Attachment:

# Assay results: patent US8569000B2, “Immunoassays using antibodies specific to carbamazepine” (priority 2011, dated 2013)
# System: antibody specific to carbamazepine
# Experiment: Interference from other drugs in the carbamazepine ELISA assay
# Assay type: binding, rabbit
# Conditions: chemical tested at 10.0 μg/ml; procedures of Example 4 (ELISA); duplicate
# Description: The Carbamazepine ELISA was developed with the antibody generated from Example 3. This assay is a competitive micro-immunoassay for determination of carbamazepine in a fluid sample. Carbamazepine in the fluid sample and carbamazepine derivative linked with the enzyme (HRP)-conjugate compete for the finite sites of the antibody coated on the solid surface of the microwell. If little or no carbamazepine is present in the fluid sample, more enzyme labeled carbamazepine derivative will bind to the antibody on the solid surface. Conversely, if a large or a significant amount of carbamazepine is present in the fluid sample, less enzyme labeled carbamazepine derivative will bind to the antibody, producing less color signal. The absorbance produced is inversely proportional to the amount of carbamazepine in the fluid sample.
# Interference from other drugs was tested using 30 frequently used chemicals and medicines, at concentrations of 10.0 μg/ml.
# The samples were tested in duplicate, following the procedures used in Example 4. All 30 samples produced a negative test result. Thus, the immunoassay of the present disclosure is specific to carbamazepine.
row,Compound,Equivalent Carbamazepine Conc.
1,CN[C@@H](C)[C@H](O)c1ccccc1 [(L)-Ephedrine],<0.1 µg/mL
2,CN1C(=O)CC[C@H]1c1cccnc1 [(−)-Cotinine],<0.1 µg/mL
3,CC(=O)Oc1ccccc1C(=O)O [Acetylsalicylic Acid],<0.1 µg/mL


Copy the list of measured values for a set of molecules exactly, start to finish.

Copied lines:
# Assay results: patent US8569000B2, “Immunoassays using antibodies specific to carbamazepine” (priority 2011, dated 2013)
# System: antibody specific to carbamazepine
# Experiment: Interference from other drugs in the carbamazepine ELISA assay
# Assay type: binding, rabbit
# Conditions: chemical tested at 10.0 μg/ml; procedures of Example 4 (ELISA); duplicate
# Description: The Carbamazepine ELISA was developed with the antibody generated from Example 3. This assay is a competitive micro-immunoassay for determination of carbamazepine in a fluid sample. Carbamazepine in the fluid sample and carbamazepine derivative linked with the enzyme (HRP)-conjugate compete for the finite sites of the antibody coated on the solid surface of the microwell. If little or no carbamazepine is present in the fluid sample, more enzyme labeled carbamazepine derivative will bind to the antibody on the solid surface. Conversely, if a large or a significant amount of carbamazepine is present in the fluid sample, less enzyme labeled carbamazepine derivative will bind to the antibody, producing less color signal. The absorbance produced is inversely proportional to the amount of carbamazepine in the fluid sample.
# Interference from other drugs was tested using 30 frequently used chemicals and medicines, at concentrations of 10.0 μg/ml.
# The samples were tested in duplicate, following the procedures used in Example 4. All 30 samples produced a negative test result. Thus, the immunoassay of the present disclosure is specific to carbamazepine.
row,Compound,Equivalent Carbamazepine Conc.
1,CN[C@@H](C)[C@H](O)c1ccccc1 [(L)-Ephedrine],<0.1 µg/mL
2,CN1C(=O)CC[C@H]1c1cccnc1 [(−)-Cotinine],<0.1 µg/mL
3,CC(=O)Oc1ccccc1C(=O)O [Acetylsalicylic Acid],<0.1 µg/mL